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The series is a collection of 6 books written by Ashok Banker. The first in the series is Prince of Ayodhya.
 
 
Rama, Lakshman and other characters of Banker’s “Prince of Ayodhya” aren’t demigods or incarnations of the one true God . They are teenage boys , born into a royal family facing a grave threat of invasion. The invading hordes are Asuras (Rakshasas) headed by the dreaded demon lord, Ravana.  Ravana has been marshaling his forces to overrun the Arya Nations (Indian kingdoms) with a demon horde the likes of which has never been seen. It’s up to Rama and his brother, Lakshman who are princes of the Suryavansha royal house to go out there and start the process of opposing him. The Asura Wars  was when Ravana was defeated by the current ruler of Ayodhya the Unconquerable, King Dusserutha. He is now old and about to announce Rama’s ascension to the Sun Throne when Guru Vishwamitra  comes to warn Ayodhya of Lanka’s plans. The Gurus, Vishwamitra and Vashishta are two of the Seven Seers. They are sages of supreme power who have control over the magic of the Universe (called Brahman) and able to channel these energies to achieve the pinnacle of knowledge through penance and are almost immortal. They guide the princes on the path of righteousness that will eventually lead to victory.
 
We Indians, as children, all read Ramayana  (by Valmiki) which is pretty much one dimensional. In Valmiki’s Ramayana, there were the Princes Rama & Lakshmana –  exiled from Ayodhya, Sita (Rama’swife and love) gets kidnapped by Ravana who desires her and they raise an army and go get her back (and kill him, as a matter of course). This book by Ashok Banker describes, in contemporary language, how two normal boys are able to take on the demons who are powerful magical entities . Banker adds so much more: he develops the characters beautifully , the inter-personal relationships are fascinating, the social and cultural backdrop is described beautifully, and the introduction of various minor characters enhances the richness of the tale. Another thing that makes Prince of Ayodha  great is the side stories of deceit and intrigue within the Royal household which will eventually lead to Rama & Lakshman’s exile.  We have very realistic characters like Kausalya (the first Queen) and the King and they’re all normal people who feel lust, pride, joy, sorrow, envy and rage. They aren’t all perfect versions of humanity who have only righteousness in their hearts. They’ve made mistakes that they regret, they feel anger and betrayal and the whole gamut of human emotions that the previous telling of these epics lacked.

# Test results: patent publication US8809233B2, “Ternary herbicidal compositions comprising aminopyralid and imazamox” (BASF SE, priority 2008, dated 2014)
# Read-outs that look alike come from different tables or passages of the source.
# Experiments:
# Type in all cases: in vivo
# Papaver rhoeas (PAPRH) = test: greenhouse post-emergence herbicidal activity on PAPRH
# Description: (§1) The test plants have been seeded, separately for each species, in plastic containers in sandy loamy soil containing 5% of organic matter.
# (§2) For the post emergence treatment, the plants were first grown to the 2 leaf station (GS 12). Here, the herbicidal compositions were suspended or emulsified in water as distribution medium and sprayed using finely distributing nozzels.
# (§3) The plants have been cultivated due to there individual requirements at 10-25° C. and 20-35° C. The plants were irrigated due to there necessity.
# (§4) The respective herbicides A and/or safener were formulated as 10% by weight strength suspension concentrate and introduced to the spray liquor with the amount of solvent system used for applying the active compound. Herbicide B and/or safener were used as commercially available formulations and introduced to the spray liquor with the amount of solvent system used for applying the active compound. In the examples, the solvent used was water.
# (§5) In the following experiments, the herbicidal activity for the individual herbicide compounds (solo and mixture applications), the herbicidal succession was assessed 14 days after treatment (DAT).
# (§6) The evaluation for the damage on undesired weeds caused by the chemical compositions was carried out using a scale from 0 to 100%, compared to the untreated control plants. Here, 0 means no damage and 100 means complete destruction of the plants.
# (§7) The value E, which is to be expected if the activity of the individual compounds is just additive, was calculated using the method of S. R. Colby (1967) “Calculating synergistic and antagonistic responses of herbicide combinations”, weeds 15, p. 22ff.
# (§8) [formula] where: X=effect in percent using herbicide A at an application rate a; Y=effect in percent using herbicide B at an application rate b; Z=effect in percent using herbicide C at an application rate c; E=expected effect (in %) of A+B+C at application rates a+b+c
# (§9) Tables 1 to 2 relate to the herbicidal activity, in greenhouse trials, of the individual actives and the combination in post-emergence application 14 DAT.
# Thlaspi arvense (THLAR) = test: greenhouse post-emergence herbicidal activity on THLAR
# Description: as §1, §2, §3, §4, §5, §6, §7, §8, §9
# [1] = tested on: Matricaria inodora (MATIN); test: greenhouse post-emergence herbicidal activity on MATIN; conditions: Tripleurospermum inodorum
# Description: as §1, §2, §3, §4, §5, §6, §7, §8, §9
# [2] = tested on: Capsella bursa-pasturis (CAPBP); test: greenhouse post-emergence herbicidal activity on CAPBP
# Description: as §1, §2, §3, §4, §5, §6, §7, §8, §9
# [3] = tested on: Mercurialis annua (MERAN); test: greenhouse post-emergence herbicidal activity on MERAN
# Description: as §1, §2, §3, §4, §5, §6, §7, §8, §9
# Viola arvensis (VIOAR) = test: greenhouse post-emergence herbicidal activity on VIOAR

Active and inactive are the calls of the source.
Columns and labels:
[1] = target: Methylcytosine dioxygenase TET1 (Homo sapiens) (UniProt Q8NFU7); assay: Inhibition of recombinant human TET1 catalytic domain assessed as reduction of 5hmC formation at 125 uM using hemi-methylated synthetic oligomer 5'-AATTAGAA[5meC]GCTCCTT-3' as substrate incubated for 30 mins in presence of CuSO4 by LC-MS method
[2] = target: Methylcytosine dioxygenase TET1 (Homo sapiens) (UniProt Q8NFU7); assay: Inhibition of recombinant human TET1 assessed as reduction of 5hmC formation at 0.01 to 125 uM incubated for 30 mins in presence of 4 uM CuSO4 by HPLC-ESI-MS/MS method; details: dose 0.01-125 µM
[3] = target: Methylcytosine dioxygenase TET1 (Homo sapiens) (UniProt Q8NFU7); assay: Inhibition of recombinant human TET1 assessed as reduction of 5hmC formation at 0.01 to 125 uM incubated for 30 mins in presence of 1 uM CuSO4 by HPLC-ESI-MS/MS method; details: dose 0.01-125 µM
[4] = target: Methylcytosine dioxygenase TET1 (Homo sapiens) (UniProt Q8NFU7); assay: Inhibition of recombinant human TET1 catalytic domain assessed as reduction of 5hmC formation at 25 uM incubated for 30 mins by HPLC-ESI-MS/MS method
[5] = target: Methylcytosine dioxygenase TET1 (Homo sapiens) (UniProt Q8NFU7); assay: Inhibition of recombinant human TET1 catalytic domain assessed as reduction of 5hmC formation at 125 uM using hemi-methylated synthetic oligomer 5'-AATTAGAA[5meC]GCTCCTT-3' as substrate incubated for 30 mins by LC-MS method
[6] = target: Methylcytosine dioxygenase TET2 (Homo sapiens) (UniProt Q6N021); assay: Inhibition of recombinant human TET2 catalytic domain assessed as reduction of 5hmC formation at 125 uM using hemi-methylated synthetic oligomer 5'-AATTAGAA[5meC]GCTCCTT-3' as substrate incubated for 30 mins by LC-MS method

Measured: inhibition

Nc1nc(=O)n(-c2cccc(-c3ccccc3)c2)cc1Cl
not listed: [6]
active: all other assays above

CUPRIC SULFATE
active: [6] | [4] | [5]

Indian myth has always had great potential for brilliant stories, granted that the person deals with them in a way that 21st century people can understand. Banker does just that. He says that like the age old tradition of honor, the princes are bound to Dharma (one’s obligation in respect to one’s position in society). They must, as princes of the royal house and being Kshatriyas (warriors), fulfill their destiny and duty in fighting the scourge that will soon cover the land in darkness. He brings old traditional sentiments and makes them very relatable emotions of today. He also infuses into the story at appropriate points, the stories of Hindu mythology, like the marriage of Shiva and Parvati, Kama’s Folly, the stories of Lanka just to name a few.
 
 Banker has a few inconsistencies in his novel but I overlooked them because the narrative is so engrossing and fast paced. Besides, they are nothing major that impact the outcome in any significant way.I believe , in  ancient epics there’s no sense in which there’s an “official” version. Which means that all you can do is to enjoy each retelling on its own merits. If you take this attitude, rather than constantly wondering if a particular plot element was “really” part of the Ramayana, you’ll thoroughly enjoy Banker’s version!
 
It’s so well put together that I really could not stop reading. There are other books in this series like, ” Bridge of Rama”, “Armies of Hanuman”, “Demons of Chitrakut” , “Seige of  Mithila”, and I can’t wait to read them..
This review is part of   “South Asian Author Challenge 2010” and “Once Upon A Time : The Journey”.
 
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